The project primarily would be paid for by GoodHomes, which has developed and financed more than $10 billion in development over the past 15 years, Mitchell said.

He said the company would look into potential government assistance programs to build market-rate housing, including tax-increment financing, but any such assistance wouldn't be essential for the project to move forward.

A recent proposal to renovate the Myers Brothers Building into below-market-rate apartments fell through when a developer's request for low-interest financing through the Illinois Housing Development Authority failed to receive support from City Hall.

Scott Larsen, president of Tower Capital Group, which supports the Wyndham renovation project, told commissioners the COVID-19 pandemic killed demand for hotel rooms from the corporate clients the hotel had catered to in the past.

The building was constructed in 1972 and 1973 and first took on the Hilton name in 1980. It switched its brand to Wyndham in 2015.

The State Journal-Register reported that the brand change helped to avoid confusion with the President Abraham Lincoln Hotel across the street. That hotel became a DoubleTree by Hilton in 2013.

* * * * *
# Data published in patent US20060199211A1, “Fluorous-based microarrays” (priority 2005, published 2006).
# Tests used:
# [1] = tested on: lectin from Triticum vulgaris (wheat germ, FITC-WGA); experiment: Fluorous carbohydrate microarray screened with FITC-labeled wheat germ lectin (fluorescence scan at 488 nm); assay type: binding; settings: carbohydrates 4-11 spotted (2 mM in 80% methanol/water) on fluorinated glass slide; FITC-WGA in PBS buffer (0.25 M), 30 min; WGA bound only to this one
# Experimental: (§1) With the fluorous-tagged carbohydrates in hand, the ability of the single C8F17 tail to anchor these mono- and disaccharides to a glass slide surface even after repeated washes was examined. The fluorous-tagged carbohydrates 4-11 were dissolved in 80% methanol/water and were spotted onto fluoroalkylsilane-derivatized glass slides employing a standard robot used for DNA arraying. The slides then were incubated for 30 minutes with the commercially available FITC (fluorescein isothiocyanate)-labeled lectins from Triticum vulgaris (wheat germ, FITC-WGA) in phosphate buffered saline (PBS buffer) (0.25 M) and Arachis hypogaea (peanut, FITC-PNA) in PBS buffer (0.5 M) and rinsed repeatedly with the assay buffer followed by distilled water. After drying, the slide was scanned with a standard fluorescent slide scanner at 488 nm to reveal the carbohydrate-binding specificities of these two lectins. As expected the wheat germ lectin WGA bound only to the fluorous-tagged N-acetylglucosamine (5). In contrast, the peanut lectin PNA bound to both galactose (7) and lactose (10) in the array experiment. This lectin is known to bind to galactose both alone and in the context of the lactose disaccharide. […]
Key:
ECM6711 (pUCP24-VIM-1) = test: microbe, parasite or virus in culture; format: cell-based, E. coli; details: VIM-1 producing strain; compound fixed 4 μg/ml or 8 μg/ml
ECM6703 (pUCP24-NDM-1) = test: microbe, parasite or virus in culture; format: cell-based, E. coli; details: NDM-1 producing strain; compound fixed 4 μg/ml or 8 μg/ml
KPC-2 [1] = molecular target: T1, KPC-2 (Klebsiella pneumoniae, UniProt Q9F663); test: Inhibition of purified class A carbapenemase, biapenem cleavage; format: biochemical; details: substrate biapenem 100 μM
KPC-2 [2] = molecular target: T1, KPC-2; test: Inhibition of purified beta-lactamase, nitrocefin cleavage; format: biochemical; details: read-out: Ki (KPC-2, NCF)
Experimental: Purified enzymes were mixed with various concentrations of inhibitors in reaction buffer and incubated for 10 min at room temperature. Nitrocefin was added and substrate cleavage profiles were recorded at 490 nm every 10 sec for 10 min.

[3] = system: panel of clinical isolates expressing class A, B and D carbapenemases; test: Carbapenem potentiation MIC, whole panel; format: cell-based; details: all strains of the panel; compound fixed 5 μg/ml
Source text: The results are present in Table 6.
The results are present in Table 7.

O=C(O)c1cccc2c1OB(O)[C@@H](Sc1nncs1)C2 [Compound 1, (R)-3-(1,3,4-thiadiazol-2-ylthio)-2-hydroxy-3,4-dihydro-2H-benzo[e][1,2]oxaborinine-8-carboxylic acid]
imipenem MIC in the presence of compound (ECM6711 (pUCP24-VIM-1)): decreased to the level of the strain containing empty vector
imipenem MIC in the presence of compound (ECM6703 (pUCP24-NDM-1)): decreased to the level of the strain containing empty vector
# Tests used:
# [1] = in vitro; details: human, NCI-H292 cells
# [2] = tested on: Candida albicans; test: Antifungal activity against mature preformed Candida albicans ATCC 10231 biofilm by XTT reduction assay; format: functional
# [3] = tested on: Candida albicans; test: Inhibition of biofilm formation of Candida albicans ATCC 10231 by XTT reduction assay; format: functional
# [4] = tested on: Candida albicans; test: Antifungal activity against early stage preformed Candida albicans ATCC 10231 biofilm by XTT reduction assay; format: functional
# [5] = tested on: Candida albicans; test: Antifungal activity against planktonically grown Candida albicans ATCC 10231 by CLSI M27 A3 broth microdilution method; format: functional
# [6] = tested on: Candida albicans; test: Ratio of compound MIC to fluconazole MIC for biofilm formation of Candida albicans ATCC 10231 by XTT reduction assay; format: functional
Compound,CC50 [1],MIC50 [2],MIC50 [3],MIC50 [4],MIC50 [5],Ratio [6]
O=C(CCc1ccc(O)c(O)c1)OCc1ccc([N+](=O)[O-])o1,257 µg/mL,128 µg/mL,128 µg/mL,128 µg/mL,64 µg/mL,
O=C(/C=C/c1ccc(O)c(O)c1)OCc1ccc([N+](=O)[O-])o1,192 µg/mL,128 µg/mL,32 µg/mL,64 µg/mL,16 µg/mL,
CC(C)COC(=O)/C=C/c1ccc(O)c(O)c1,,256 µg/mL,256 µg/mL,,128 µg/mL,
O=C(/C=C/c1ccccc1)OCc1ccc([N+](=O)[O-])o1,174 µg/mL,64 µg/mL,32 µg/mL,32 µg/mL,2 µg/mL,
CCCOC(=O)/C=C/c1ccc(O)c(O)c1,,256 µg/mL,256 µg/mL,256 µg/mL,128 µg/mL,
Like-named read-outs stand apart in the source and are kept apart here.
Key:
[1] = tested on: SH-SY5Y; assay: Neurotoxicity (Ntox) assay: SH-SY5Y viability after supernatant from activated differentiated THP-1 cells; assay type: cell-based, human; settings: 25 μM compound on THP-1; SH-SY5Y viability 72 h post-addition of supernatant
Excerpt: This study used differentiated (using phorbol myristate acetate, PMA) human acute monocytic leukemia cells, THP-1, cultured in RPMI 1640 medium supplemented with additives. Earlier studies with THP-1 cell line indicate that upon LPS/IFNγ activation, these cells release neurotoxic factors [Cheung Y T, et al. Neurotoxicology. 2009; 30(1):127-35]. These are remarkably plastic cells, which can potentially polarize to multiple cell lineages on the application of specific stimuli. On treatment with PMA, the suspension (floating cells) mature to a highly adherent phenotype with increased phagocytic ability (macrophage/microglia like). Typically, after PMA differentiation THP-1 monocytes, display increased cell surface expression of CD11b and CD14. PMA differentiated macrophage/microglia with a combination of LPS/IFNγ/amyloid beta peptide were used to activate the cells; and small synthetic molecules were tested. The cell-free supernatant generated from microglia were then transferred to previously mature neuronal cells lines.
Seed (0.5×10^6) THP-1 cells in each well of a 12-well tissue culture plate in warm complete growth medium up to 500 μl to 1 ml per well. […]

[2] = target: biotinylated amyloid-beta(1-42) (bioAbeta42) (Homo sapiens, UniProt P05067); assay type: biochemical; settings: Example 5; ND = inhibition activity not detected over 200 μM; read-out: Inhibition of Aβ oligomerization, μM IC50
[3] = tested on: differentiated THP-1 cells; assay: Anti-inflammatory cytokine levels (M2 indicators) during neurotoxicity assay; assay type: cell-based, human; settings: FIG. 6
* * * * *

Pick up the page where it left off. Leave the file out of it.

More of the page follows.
The Wyndham fell on hard times and was purchased by Tower in 2019 for $7.4 million after a foreclosure proceeding. The building had a fair-market value of $10.8 million at the time, but the value has dropped since then to $2.8 million, according to Sangamon County property records.

Larsen said Tower was 70% done with a design to renovate the hotel and convert it into a Delta by Marriott when COVID-19 hit in early 2020.

Annual average occupancy dropped from 42.6% before the pandemic to about 27% currently, he said. It will take at least four or five years, if ever, for corporate travel to make a full comeback in Springfield and nationwide, and the Wyndham property, like many "big box" hotels, will continue to suffer, Larsen said.

The hotel had 200 employees before the pandemic and fewer than 85 now, he said, and downtown convention business isn't enough to make the hotel's business model sustainable long-term.

For years, the hotel has rented about 25 units in the hotel as apartments. Those units would be rehabbed along with the rest of the approximately 400 units, Mitchell said.